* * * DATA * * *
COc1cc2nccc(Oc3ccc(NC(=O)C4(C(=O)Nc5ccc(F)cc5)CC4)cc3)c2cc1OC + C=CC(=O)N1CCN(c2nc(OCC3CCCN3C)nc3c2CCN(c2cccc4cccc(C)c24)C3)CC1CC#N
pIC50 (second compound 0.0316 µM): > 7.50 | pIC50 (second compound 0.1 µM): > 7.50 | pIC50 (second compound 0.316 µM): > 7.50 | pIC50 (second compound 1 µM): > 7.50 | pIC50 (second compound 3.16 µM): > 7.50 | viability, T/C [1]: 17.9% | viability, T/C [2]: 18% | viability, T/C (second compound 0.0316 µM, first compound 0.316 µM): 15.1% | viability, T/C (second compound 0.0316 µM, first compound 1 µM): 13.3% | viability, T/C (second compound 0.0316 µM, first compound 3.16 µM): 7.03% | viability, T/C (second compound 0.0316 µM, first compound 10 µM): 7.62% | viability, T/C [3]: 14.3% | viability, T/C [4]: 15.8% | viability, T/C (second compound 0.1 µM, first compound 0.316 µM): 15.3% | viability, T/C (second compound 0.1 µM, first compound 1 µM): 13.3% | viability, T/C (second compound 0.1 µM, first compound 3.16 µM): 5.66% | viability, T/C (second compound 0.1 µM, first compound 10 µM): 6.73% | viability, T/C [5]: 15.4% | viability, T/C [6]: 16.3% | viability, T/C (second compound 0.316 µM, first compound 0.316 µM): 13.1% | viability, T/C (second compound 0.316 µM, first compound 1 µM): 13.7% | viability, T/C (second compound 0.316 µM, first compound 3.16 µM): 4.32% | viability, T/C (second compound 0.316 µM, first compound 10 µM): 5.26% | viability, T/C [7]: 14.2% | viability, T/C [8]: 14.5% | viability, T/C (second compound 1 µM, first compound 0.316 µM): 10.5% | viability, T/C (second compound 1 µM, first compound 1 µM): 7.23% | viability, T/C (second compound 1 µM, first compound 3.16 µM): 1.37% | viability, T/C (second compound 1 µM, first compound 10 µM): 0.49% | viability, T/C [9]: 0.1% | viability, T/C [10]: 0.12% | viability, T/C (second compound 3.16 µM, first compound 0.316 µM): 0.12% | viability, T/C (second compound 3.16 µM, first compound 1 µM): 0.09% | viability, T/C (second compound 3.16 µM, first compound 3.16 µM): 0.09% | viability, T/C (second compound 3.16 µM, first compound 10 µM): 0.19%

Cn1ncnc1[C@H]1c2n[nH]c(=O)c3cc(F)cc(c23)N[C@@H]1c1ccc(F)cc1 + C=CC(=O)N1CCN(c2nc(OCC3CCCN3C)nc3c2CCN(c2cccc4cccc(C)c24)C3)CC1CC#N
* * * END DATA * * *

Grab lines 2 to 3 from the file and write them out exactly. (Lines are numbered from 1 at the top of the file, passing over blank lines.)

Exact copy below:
pIC50 (second compound 0.0316 µM): > 7.50 | pIC50 (second compound 0.1 µM): > 7.50 | pIC50 (second compound 0.316 µM): > 7.50 | pIC50 (second compound 1 µM): > 7.50 | pIC50 (second compound 3.16 µM): > 7.50 | viability, T/C [1]: 17.9% | viability, T/C [2]: 18% | viability, T/C (second compound 0.0316 µM, first compound 0.316 µM): 15.1% | viability, T/C (second compound 0.0316 µM, first compound 1 µM): 13.3% | viability, T/C (second compound 0.0316 µM, first compound 3.16 µM): 7.03% | viability, T/C (second compound 0.0316 µM, first compound 10 µM): 7.62% | viability, T/C [3]: 14.3% | viability, T/C [4]: 15.8% | viability, T/C (second compound 0.1 µM, first compound 0.316 µM): 15.3% | viability, T/C (second compound 0.1 µM, first compound 1 µM): 13.3% | viability, T/C (second compound 0.1 µM, first compound 3.16 µM): 5.66% | viability, T/C (second compound 0.1 µM, first compound 10 µM): 6.73% | viability, T/C [5]: 15.4% | viability, T/C [6]: 16.3% | viability, T/C (second compound 0.316 µM, first compound 0.316 µM): 13.1% | viability, T/C (second compound 0.316 µM, first compound 1 µM): 13.7% | viability, T/C (second compound 0.316 µM, first compound 3.16 µM): 4.32% | viability, T/C (second compound 0.316 µM, first compound 10 µM): 5.26% | viability, T/C [7]: 14.2% | viability, T/C [8]: 14.5% | viability, T/C (second compound 1 µM, first compound 0.316 µM): 10.5% | viability, T/C (second compound 1 µM, first compound 1 µM): 7.23% | viability, T/C (second compound 1 µM, first compound 3.16 µM): 1.37% | viability, T/C (second compound 1 µM, first compound 10 µM): 0.49% | viability, T/C [9]: 0.1% | viability, T/C [10]: 0.12% | viability, T/C (second compound 3.16 µM, first compound 0.316 µM): 0.12% | viability, T/C (second compound 3.16 µM, first compound 1 µM): 0.09% | viability, T/C (second compound 3.16 µM, first compound 3.16 µM): 0.09% | viability, T/C (second compound 3.16 µM, first compound 10 µM): 0.19%

Cn1ncnc1[C@H]1c2n[nH]c(=O)c3cc(F)cc(c23)N[C@@H]1c1ccc(F)cc1 + C=CC(=O)N1CCN(c2nc(OCC3CCCN3C)nc3c2CCN(c2cccc4cccc(C)c24)C3)CC1CC#N